What Can You Do If Your Drupal Website is Slow?

By Ryan Vice | Posted on October 13, 2023


When a Drupal site becomes slow, there are numerous strategies to investigate and employ before considering a move to a different CMS solution like a headless CMS. Moving to a new CMS can be a complex, time-consuming, and costly process, so it’s typically sensible to first explore optimizing the existing setup. Here are some general steps that you might consider:

Analyzing Performance:

  1. Identify Bottlenecks:
    • Use profiling tools (like New Relic, Blackfire.io, or Drupal’s built-in Devel module) to find performance bottlenecks.
  2. Audit Modules:
    • Check if all installed modules are necessary and disable/remove any that aren’t.
  3. Database Optimization:
    • Ensure the database is optimized (consider tools like MySQLTuner).
    • Analyze slow queries and optimize them.
  4. Error Logs:
    • Review error logs to spot any issues that might be causing performance problems.

Optimization Strategies:

  1. Caching:
    • Utilize Drupal’s built-in caching mechanisms.
    • Consider external caching via Varnish or a Content Delivery Network (CDN) like Cloudflare.
    • Use opcode caching via OPCache.
  2. Image Optimization:
    • Ensure images are compressed and optimized for the web.
    • Use responsive images to deliver different image sizes for different devices.
  3. Frontend Optimization:
    • Minimize and combine JS and CSS files.
    • Use lazy loading for images and videos.
  4. Backend Optimization:
    • Use a PHP accelerator.
    • Ensure you’re using the recommended PHP version for your Drupal install.
  5. Hosting and Server Optimization:
    • Consider upgrading to a hosting solution that can handle more traffic (e.g., a dedicated server or a VPS).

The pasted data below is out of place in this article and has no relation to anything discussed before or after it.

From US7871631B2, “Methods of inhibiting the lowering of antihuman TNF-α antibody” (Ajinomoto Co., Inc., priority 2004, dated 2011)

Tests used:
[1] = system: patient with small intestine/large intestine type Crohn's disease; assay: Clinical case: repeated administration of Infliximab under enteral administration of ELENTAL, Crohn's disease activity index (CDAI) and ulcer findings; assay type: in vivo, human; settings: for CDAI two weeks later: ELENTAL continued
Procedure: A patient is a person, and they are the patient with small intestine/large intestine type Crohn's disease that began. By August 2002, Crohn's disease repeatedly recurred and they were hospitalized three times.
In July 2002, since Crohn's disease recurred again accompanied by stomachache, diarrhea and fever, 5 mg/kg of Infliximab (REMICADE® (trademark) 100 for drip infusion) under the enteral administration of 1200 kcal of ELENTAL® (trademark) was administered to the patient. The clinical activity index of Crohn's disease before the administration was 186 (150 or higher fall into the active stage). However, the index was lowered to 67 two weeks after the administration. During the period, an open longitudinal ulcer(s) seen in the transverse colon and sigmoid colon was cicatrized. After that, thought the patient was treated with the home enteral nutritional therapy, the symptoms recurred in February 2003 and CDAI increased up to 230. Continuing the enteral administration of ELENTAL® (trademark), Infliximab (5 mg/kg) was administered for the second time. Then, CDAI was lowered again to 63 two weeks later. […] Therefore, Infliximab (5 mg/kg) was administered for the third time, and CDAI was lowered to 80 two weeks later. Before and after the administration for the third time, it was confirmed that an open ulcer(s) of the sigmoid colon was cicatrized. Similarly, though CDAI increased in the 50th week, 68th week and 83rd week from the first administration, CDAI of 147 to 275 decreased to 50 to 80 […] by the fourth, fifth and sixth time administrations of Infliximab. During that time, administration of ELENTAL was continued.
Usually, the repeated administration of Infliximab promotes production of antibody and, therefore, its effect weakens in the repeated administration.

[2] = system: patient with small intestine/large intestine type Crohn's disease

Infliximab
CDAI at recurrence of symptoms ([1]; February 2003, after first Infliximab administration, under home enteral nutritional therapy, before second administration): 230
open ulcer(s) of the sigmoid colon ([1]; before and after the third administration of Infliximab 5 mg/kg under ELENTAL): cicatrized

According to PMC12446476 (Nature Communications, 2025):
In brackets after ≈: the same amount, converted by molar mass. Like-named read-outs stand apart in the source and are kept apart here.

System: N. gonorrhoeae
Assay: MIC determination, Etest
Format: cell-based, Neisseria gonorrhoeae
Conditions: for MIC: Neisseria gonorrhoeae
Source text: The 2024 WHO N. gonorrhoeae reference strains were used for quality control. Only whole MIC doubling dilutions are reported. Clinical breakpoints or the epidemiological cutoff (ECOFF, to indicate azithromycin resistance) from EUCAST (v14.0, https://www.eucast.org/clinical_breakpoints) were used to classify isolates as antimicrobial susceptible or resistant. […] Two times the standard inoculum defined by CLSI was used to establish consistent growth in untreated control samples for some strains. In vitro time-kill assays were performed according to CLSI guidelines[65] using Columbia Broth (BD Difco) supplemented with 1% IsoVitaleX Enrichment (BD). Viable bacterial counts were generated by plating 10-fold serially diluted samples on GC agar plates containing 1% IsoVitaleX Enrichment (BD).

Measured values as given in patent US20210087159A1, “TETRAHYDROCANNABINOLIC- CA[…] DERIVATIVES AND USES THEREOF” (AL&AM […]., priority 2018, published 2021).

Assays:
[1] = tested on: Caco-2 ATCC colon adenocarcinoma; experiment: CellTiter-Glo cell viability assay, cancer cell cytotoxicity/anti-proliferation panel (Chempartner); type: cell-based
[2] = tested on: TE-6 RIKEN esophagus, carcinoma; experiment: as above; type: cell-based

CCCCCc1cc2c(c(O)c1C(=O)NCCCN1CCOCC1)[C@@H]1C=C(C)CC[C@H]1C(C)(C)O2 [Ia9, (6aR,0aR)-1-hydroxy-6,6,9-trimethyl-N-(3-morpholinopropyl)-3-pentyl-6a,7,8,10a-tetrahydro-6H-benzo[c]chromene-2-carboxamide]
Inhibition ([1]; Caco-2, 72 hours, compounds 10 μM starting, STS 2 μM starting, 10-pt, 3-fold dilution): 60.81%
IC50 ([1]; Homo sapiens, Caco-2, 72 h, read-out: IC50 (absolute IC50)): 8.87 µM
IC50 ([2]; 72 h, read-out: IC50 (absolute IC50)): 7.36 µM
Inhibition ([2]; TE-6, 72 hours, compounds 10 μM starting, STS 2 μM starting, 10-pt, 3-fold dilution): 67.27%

• Optimize server settings and ensure necessary resources (RAM, CPU) are available.
  6. Third-party Integration:
    • Ensure any third-party services or APIs are not slowing down the site.

If Issues Persist:

  • Drupal Version:
    • Ensure you’re using a Drupal version that is supported and updated. Migrate to a more recent version if needed.
  • Consider Architectural Changes:
    • Evaluate if adopting a decoupled (headless) Drupal architecture might offer the performance gains you need.

Moving to a Headless CMS:

If, after investigating and attempting these optimizations, the site is still not performing adequately, then it may be worth exploring alternative solutions, like a headless CMS.

  • Headless CMS:
    • A headless CMS can provide more flexibility in terms of frontend technologies and might be a good choice if you’re looking for a more API-driven approach.
    • Assess the costs, risks, and migration complexity before making a move.
  • Migration Strategy:
    • Develop a clear migration strategy, considering data migration, SEO preservation, and user experience.

Remember, whether you stick with an optimized Drupal or move to a headless CMS, ensure that you have a robust, ongoing strategy for managing and monitoring the performance of your site.

Lastly, always have backups and a rollback plan whenever making significant changes to your website to avoid data loss and to ensure business continuity.

If your team needs help navigating all this feel free to reach out to us for help.

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